Profile of a CRE Marketing Executive – DJ Sandler

Posted: March 14, 2017 by Doug Shankman – Regional Director, West Coast CREXi


PROFILE OF A CRE MARKETING EXECUTIVE – DJ SANDLER, VICE PRESIDENT OF MARKETING, JLL

DJ Sandler joined commercial real estate powerhouse JLL in 2015 after a very successful four-year tenure at Raytheon Company as the Deputy Director of Communications (#117 on the Fortune 500 in 2016). Now as Vice President of Marketing for the West Coast at JLL, the Seattle native has brought his data-driven, multi-channel marketing approach to another Fortune 500 company (#436 in 2016). Based in Downtown LA, I had the opportunity to catch-up with my old friend and colleague and learn more about him, JLL, and his views on the commercial real estate market and more.

 

DS: In the constantly changing brokerage landscape, JLL has stayed relatively consistent and focused on their core business. What do you see changing – if anything – during the next chapter of your storied company?

DJS: In my opinion, the next chapter at JLL will be defined by the digital and data revolution. Real estate has been slower than most sectors to feel the full transformational effects of digitalization – think of banking, retailing, and travel and how they’ve been dramatically altered by smartphones and online businesses. You really don’t have to look farther than CREXi to see all of the potential. The real digital opportunities for real estate are still to come. JLL is investing significant time and money with the goal of becoming the clear digital leader in real estate services.

 

DS: What role do you see tech playing in the commercial real estate landscape over the next ten years?

DJS: In ten years, I don’t think tech will be playing a role in the CRE landscape, it will be the landscape. Even in a built environment such as ours, we cannot ignore the trends and changing needs of B2B. After all, B2B is still driven by the people that make up those businesses. As a result, businesses will demand the same benefits from technology as the consumer: convenience, accountability, expertise, end-to-end solutions and transparency – any time of the day, all at their fingertips.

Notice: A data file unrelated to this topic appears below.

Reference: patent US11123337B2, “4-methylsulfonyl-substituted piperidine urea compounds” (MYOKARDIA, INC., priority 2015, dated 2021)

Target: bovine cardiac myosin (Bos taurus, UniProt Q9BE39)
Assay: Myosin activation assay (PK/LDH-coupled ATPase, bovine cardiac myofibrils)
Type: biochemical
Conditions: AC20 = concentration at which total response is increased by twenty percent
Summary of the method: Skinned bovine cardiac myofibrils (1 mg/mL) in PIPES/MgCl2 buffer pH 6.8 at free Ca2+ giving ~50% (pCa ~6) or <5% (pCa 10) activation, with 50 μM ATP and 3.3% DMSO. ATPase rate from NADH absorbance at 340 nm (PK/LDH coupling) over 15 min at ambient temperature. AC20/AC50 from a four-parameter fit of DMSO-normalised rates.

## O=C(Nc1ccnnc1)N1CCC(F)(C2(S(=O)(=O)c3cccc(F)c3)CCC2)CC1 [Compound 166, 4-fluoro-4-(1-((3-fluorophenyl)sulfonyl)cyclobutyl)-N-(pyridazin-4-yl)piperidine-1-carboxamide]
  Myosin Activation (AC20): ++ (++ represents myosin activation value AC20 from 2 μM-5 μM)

DS: You came to JLL following a very successful career at Raytheon. What similarities have you found within the commercial real estate and defense contractor industries? What glaring differences?

DJS: Both industries are driven by a core set of big players, which means sometimes you go up against them head-to-head on a pursuit and sometimes you might end up partnering on a deal. Reputation and integrity matter because you never know who you might be on the phone with a week from now.

 

DS: You have a data-driven approach to your craft. What piece of data or information about how marketing materials are disseminated and received do you think would surprise most people?

DJS: Data driven marketing is all about business development and revenue producing solutions. Many marketing organizations broadly circulate material, cross their fingers and wait to see who comes back – almost like throwing spaghetti at the wall to see what sticks. That strategy is expensive, unpredictable and hard to prove value. Through data-driven marketing, I know who my prospects are. This allows my team to develop targeted, relevant and engaging materials for a core set of decision makers. When marketing plays a role in converting prospects into customers it’s incredibly rewarding and allows us to justify our extended value in an organization.

 

DS: Without the blinders of a deep background in Commercial Real Estate, what inefficiencies do you see in the industry that sometimes surprise you?

DJS: Perhaps there’s a trend in my responses here, however I was surprised at the dependence on traditional quarterly reporting, which is valuable but is also less forward looking. With the incredible amount of data currently available, I’d like to see a shift towards more real-time reporting. What’s the narrative today? How can we help our customers make good decisions based on the latest market information right now? The speed of economy is increasing and our customers will eventually demand us to keep pace.

 

DS: Most of our early interviews have been with east-coasters so your west coast markets have been underrepresented. What is your favorite food city?

DJS: If you’re a foodie, pick a weekend and book a flight to Portland, Oregon. Hit the food carts for lunch, Pearl District for dinner, and the microbreweries in between.

 

DS: What piece of advice do you carry with you (or first that comes to mind)?

DJS: I try to spend the majority of my day looking forward; it’s helped me and my team focus on the art of progress instead of trying to perfect the past.